When I’m out shopping in mid-November, and I hear the strains of “Silver Bells” and “The Little Drummer Boy” wafting from hidden store speakers, I just want to cover my ears. By the middle of December each year, I’ve usually had it up to here with most Christmas music. The ever-present repetition of Christmas carols often serves to point out that the rest of the world is celebrating Christmas, while we’re still in the season of Advent.
For me, the one exception to this audio barrage is a simple chant for Advent, “O Come, O Come Emmanuel.” This song, with its longing for the coming of the Savior, genuinely belongs to Advent and not to Christmas. Its melody is based on Gregorian chant, and its verses are all taken from the Church’s “O antiphons.” These antiphons introduce the Magnificat, or Canticle of Mary, in the Evening Prayer of the Liturgy of the Hours from December 17 through December 23. Each antiphon begins with a traditional title for Christ. They are: “O Wisdom,” “O Leader of the House of Israel [Adonai],” “O Root of Jesse’s Stem,” “O Key of David,” “O Radiant Dawn,” “O King of all the nations,” and finally, “O Emmanuel” which means “God with us.” Each of these traditional titles for the Messiah connects the coming of Christ with the prophetic writings of the Old Testament. You can find the “O Antiphon” prayers online at www.usccb.org/advent.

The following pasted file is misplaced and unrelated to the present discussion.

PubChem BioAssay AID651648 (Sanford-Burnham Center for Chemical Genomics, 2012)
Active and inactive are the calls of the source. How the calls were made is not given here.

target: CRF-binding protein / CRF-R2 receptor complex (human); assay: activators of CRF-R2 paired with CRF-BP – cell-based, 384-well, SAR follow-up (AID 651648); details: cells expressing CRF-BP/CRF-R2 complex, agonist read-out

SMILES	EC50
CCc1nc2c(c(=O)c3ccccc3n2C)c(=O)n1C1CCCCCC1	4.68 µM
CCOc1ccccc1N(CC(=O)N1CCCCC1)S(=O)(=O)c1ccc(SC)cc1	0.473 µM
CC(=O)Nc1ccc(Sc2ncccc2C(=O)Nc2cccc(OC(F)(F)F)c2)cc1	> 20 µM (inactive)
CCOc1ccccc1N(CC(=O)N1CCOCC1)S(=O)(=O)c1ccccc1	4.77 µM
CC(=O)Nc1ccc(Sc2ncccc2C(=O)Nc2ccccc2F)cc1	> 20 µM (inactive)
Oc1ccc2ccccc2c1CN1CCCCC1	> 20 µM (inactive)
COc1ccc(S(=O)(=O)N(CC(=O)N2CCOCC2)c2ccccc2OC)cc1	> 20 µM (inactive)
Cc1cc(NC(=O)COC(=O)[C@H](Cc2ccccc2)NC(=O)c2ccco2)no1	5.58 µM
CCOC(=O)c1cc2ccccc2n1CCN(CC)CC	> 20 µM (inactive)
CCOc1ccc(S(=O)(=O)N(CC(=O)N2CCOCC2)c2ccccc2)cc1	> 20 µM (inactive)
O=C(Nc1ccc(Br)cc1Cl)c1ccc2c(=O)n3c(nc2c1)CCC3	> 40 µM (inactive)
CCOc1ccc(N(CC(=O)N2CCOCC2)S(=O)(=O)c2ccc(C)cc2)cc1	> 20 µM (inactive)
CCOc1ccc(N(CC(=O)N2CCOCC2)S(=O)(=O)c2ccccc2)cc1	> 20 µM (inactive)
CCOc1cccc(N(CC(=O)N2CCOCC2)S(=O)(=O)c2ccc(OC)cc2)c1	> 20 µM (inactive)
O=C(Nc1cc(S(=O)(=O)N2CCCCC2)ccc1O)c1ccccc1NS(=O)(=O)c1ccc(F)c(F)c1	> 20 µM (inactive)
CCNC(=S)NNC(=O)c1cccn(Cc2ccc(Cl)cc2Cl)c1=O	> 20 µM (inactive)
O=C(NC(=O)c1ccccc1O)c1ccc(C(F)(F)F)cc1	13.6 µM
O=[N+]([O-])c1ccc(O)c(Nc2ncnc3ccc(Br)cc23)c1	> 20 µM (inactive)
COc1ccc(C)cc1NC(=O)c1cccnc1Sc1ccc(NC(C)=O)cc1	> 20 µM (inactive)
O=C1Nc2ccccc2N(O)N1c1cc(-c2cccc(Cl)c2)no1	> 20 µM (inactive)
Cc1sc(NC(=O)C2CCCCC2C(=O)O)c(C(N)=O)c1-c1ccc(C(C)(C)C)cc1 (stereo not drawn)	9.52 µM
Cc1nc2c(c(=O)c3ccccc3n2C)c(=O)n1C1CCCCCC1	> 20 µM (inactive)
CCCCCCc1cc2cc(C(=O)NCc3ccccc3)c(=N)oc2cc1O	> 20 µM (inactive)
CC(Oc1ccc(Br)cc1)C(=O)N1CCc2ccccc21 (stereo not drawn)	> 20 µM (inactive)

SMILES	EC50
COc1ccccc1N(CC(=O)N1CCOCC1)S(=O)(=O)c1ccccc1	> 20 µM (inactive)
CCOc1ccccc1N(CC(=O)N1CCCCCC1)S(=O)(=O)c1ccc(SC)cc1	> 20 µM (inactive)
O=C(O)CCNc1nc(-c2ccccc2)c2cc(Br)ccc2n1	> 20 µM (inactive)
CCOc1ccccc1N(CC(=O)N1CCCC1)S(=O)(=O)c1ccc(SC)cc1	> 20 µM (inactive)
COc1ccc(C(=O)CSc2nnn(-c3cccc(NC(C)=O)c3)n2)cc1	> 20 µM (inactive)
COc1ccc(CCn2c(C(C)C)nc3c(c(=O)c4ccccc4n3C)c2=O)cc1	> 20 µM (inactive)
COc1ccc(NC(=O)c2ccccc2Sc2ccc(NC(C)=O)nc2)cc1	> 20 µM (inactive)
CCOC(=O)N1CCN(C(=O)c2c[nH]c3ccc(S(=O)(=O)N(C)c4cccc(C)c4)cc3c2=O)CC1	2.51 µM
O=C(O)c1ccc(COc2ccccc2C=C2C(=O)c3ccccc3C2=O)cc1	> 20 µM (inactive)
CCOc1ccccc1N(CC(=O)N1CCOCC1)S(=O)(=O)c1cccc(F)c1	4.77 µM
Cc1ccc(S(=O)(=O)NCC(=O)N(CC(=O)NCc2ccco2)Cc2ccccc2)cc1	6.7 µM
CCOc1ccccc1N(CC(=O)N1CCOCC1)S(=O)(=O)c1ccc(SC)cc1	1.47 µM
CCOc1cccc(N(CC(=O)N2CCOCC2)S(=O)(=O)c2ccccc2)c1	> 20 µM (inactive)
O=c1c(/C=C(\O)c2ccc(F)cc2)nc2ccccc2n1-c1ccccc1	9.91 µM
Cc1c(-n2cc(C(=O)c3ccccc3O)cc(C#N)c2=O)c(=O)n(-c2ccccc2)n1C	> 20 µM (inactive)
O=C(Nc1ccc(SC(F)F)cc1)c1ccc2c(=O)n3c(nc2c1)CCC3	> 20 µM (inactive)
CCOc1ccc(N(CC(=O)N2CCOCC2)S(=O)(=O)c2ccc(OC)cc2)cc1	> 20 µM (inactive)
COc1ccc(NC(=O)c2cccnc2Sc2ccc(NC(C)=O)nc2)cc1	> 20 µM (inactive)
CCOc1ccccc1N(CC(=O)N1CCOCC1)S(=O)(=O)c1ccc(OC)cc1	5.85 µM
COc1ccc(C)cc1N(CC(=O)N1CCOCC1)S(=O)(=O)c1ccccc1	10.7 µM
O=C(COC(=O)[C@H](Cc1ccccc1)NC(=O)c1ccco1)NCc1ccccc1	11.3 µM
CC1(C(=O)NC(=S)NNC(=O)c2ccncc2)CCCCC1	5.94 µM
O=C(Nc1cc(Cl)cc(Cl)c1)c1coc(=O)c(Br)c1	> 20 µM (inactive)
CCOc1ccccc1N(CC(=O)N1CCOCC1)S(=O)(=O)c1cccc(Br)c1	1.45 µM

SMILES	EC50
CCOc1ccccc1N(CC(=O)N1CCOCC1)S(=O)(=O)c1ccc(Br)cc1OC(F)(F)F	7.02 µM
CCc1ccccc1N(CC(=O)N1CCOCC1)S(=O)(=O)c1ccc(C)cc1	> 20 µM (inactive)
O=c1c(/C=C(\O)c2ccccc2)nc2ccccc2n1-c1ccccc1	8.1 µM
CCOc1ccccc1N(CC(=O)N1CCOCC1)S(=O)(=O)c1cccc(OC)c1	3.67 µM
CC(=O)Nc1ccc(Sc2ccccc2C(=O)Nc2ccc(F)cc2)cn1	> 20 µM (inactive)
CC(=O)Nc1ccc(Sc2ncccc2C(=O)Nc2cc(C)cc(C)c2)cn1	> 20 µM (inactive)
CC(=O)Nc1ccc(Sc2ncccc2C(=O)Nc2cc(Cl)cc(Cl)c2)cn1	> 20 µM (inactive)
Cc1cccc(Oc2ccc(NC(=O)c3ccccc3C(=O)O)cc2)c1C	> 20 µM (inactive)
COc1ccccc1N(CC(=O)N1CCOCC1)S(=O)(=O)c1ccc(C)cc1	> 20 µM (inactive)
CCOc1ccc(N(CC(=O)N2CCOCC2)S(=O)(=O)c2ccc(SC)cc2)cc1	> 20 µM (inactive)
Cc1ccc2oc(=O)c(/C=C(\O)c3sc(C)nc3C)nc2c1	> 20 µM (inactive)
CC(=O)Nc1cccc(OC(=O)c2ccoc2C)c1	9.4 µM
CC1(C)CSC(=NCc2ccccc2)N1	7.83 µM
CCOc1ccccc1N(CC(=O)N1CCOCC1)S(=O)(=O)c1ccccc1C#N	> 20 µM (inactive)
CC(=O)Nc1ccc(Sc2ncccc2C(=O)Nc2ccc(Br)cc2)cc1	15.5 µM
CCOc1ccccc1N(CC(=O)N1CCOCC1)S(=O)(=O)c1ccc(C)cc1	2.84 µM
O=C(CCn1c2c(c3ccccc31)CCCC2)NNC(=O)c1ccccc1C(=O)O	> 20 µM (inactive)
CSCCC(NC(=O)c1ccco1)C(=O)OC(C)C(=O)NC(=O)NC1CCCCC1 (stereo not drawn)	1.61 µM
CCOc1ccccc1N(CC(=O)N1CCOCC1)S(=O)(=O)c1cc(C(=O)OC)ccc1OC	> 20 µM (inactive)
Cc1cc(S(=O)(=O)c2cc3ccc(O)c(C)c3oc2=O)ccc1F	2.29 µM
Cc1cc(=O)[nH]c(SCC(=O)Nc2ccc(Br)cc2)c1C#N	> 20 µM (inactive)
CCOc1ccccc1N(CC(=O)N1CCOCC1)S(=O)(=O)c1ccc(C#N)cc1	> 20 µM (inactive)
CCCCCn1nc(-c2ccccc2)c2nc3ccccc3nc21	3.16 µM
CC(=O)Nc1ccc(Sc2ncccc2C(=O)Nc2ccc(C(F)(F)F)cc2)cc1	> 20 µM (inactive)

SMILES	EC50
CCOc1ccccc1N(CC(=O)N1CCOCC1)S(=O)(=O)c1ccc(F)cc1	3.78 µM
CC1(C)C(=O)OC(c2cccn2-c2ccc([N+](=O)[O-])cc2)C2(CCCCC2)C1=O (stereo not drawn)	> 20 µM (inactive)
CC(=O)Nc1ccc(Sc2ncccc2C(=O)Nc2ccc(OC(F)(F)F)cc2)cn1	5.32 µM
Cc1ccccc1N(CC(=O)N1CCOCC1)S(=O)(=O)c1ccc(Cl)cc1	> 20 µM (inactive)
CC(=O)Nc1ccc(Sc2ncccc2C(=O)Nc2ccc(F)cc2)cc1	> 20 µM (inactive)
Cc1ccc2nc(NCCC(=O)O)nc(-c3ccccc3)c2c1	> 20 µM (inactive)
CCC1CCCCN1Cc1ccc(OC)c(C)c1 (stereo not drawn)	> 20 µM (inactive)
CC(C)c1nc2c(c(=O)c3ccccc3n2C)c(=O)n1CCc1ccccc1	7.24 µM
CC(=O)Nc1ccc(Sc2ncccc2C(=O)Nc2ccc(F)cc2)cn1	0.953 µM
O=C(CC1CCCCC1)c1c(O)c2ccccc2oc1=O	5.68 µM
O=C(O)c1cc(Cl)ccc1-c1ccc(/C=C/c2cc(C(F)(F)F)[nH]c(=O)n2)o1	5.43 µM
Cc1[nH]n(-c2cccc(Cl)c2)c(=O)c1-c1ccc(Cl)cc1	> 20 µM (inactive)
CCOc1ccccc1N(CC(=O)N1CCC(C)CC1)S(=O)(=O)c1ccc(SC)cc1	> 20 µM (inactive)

In some Catholic parishes, the Sunday liturgies during Advent feature the tune of “O Come, O Come Emmanuel” as the setting for the Sanctus, the Great Amen, and other sung parts of the Mass. While it’s asking a lot for this simple tune to bear so much repetition for four weeks, this setting does anchor us firmly in the longing and anticipation of Advent. The original hymn, with its pleading for Christ’s coming, serves as a welcome antidote to the onslaught of bad commercial Christmas music that we have to endure every November and December. It also connects us to the Evening Prayer of the whole Church in the last week of Advent.
by Fr. Larry Rice, vocations director for the Paulist Fathers